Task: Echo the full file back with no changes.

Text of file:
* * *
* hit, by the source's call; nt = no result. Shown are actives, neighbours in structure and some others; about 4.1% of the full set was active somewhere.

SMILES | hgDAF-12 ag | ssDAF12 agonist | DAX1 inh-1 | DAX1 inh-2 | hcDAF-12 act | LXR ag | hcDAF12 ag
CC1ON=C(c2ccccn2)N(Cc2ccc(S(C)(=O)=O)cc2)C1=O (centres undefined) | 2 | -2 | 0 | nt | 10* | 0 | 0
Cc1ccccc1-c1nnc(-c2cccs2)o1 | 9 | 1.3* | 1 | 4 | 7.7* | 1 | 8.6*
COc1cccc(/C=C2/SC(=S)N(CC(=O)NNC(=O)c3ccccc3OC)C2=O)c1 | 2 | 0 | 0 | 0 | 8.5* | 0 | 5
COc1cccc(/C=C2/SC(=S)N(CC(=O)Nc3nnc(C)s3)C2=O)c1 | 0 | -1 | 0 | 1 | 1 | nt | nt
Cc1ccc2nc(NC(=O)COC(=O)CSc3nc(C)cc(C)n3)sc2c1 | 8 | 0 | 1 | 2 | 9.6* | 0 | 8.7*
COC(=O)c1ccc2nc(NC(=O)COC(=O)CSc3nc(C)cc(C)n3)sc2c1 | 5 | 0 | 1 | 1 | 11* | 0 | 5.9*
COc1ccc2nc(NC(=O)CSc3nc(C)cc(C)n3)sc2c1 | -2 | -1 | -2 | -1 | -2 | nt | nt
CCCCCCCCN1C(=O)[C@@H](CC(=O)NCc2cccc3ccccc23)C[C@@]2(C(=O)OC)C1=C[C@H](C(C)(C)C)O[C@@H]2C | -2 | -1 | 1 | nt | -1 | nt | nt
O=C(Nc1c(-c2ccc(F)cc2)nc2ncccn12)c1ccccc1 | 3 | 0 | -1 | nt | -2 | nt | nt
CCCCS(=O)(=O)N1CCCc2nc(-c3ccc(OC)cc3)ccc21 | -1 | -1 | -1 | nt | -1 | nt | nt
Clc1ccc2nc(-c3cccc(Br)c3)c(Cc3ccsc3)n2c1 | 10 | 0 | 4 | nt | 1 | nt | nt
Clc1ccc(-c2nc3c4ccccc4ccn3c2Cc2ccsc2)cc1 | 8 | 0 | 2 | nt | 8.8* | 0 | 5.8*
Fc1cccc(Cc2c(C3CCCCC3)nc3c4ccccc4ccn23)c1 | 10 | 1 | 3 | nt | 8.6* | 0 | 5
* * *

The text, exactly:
* hit, by the source's call; nt = no result. Shown are actives, neighbours in structure and some others; about 4.1% of the full set was active somewhere.

SMILES | hgDAF-12 ag | ssDAF12 agonist | DAX1 inh-1 | DAX1 inh-2 | hcDAF-12 act | LXR ag | hcDAF12 ag
CC1ON=C(c2ccccn2)N(Cc2ccc(S(C)(=O)=O)cc2)C1=O (centres undefined) | 2 | -2 | 0 | nt | 10* | 0 | 0
Cc1ccccc1-c1nnc(-c2cccs2)o1 | 9 | 1.3* | 1 | 4 | 7.7* | 1 | 8.6*
COc1cccc(/C=C2/SC(=S)N(CC(=O)NNC(=O)c3ccccc3OC)C2=O)c1 | 2 | 0 | 0 | 0 | 8.5* | 0 | 5
COc1cccc(/C=C2/SC(=S)N(CC(=O)Nc3nnc(C)s3)C2=O)c1 | 0 | -1 | 0 | 1 | 1 | nt | nt
Cc1ccc2nc(NC(=O)COC(=O)CSc3nc(C)cc(C)n3)sc2c1 | 8 | 0 | 1 | 2 | 9.6* | 0 | 8.7*
COC(=O)c1ccc2nc(NC(=O)COC(=O)CSc3nc(C)cc(C)n3)sc2c1 | 5 | 0 | 1 | 1 | 11* | 0 | 5.9*
COc1ccc2nc(NC(=O)CSc3nc(C)cc(C)n3)sc2c1 | -2 | -1 | -2 | -1 | -2 | nt | nt
CCCCCCCCN1C(=O)[C@@H](CC(=O)NCc2cccc3ccccc23)C[C@@]2(C(=O)OC)C1=C[C@H](C(C)(C)C)O[C@@H]2C | -2 | -1 | 1 | nt | -1 | nt | nt
O=C(Nc1c(-c2ccc(F)cc2)nc2ncccn12)c1ccccc1 | 3 | 0 | -1 | nt | -2 | nt | nt
CCCCS(=O)(=O)N1CCCc2nc(-c3ccc(OC)cc3)ccc21 | -1 | -1 | -1 | nt | -1 | nt | nt
Clc1ccc2nc(-c3cccc(Br)c3)c(Cc3ccsc3)n2c1 | 10 | 0 | 4 | nt | 1 | nt | nt
Clc1ccc(-c2nc3c4ccccc4ccn3c2Cc2ccsc2)cc1 | 8 | 0 | 2 | nt | 8.8* | 0 | 5.8*
Fc1cccc(Cc2c(C3CCCCC3)nc3c4ccccc4ccn23)c1 | 10 | 1 | 3 | nt | 8.6* | 0 | 5